Tuesday, 31 January 2017

Pancreatic Cancer Symptoms

Pancreatic Cancer

Pancreatic cancer is hard to diagnose in its early stages as the tumour doesn't usually cause any symptoms.

The disease affects around 8,800 people every year in the UK.

Diabetic have an increased risk of pancreatic cancer - however now experts have suggested cancer can cause some cases of diabetes.

Experts have revealed the onset of diabetes, or existing diabetes getting much worse could be a sign of hidden pancreatic cancer.

Medical records and the type of diabetic medicines they are prescribed could be a tool in identifying those at risk, scientists from the International Prevention Research Institute in Lyon said.

An analysis of nearly a million patients with type 2 diabetes in Italy and Belgium with pancreatic cancer found half were diagnosed within one year of being found to have type 2 diabetes and being given their first prescription to control it.

Experts said they had a 3.5 times greater risk of being diagnosed with the disease in the first three months after their first prescription for incretins, hormones which stimulate the pancreas to produce more insulin to lower blood sugar levels.

Injecting insulin was associated with a seven-fold increased risk of being diagnosed with pancreatic cancer.

Professor Philippe Autier said: "Although it has been known for some time that there is an association between type 2 diabetes and pancreatic cancer, the relationship between the two conditions is complex.

"Incretin therapies reduce diabetic hyperglycemia through stimulating the release of insulin by the pancreas.

"These drugs are typically prescribed when the oral anti-diabetic drugs can no longer control blood glucose levels.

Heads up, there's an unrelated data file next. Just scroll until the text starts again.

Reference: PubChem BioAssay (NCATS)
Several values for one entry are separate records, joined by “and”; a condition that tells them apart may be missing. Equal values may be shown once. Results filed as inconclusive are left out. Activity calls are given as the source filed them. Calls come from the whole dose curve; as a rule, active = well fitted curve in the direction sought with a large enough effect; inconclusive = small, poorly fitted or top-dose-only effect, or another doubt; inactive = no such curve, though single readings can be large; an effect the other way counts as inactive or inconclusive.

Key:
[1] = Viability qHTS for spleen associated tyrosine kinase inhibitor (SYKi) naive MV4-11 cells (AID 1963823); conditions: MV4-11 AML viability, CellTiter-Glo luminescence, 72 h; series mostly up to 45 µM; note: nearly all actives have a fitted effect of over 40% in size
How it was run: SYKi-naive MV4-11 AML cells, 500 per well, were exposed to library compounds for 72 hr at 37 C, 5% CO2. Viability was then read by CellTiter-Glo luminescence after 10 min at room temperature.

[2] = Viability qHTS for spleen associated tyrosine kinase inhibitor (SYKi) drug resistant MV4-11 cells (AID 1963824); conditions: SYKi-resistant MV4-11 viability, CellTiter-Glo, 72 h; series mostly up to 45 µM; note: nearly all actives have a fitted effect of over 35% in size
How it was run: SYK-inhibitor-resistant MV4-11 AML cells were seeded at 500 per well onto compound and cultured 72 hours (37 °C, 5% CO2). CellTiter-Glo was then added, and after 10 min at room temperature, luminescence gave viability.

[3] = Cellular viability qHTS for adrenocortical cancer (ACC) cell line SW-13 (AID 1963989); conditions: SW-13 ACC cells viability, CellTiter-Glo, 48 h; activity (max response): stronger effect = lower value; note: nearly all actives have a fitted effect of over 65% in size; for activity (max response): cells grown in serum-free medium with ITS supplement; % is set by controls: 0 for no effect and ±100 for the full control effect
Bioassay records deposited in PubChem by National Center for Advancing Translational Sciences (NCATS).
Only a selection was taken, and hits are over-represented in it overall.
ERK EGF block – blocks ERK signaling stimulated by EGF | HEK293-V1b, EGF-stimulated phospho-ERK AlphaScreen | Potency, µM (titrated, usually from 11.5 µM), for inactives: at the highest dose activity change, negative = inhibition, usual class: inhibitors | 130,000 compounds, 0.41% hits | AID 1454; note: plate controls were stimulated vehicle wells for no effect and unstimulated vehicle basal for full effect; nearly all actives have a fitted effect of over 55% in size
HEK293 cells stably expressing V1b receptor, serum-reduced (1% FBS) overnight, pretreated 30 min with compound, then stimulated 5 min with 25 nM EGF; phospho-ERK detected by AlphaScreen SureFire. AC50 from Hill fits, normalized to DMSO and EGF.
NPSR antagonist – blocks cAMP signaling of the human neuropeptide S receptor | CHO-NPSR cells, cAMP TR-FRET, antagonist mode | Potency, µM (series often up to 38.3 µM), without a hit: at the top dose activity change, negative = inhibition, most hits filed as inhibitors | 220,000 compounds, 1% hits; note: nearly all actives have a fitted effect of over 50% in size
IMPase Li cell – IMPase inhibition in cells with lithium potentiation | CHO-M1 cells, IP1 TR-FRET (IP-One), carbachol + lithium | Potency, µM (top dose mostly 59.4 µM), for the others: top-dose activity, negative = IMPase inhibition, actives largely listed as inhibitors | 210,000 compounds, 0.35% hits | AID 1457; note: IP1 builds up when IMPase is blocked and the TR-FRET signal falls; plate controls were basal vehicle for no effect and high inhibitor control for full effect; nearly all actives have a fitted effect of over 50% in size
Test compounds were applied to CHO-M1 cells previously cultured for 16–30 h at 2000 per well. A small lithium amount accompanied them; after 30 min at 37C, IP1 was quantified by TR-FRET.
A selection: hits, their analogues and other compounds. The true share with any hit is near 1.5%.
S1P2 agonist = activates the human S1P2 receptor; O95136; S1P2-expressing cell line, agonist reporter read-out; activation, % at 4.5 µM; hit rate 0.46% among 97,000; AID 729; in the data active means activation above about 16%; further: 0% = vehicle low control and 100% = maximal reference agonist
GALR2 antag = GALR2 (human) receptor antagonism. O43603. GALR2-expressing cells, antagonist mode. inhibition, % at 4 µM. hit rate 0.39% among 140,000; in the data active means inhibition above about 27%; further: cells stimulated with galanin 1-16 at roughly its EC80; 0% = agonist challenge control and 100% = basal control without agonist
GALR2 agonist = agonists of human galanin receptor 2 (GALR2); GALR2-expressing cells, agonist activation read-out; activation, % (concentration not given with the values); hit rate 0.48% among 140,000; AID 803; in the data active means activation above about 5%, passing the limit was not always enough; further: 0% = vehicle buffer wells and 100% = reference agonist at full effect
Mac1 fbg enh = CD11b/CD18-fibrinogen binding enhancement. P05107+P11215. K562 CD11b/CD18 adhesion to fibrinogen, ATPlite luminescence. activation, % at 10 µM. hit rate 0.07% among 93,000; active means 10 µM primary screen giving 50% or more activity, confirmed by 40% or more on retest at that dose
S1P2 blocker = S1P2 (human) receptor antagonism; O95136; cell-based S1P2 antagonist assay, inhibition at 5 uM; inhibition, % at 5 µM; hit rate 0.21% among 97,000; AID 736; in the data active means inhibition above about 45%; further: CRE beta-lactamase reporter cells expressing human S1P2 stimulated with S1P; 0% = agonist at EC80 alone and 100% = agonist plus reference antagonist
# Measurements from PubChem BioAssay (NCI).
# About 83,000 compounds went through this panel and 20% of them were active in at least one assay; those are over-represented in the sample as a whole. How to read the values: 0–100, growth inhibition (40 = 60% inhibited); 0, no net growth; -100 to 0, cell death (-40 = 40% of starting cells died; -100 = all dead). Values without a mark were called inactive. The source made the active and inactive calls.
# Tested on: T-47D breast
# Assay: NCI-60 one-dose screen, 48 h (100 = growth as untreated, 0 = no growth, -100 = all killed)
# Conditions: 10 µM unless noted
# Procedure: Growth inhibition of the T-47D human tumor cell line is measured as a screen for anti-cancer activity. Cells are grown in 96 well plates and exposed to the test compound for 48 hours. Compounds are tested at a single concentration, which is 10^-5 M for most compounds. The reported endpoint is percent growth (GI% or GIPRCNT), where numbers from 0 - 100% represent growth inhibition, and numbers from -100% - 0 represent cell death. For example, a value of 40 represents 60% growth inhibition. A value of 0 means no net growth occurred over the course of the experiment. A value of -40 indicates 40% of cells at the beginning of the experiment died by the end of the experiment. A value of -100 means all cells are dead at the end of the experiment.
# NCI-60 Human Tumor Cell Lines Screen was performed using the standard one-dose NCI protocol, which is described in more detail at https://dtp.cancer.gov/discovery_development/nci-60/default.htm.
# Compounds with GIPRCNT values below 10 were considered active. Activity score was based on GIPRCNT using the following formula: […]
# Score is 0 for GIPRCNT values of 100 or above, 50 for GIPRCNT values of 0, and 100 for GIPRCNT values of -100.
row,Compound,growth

"Because of their stimulating effects on the pancreas, it has long been thought that the incretin therapies could promote the occurrence of pancreatic cancer.”

Professor Artier said while it is known that pancreatic cancer can cause diabetes, but the study shows treatment for diabetes is often prescribed to patient whose diabetes is caused by undiagnosed cancer.

He explained: ”Because the pancreatic cancer finally becomes symptomatic and is thus diagnosed, it looks like it is the intake of incretin drugs that could be the trigger of the pancreatic cancer, while in reality, it is the pancreatic cancer that causes a deterioration of diabetes, which is followed by the prescription of incretins.

"This phenomenon is called 'reverse causation'.

"Our study also shows that the reverse causation observed for incretin drugs is also observed for other anti-diabetic therapies, in particular for insulin therapy.

"Doctors and their diabetic patients should be aware that the onset of diabetes or rapidly deteriorating diabetes could be the first sign of hidden pancreatic cancer, and steps should be taken to investigate it."



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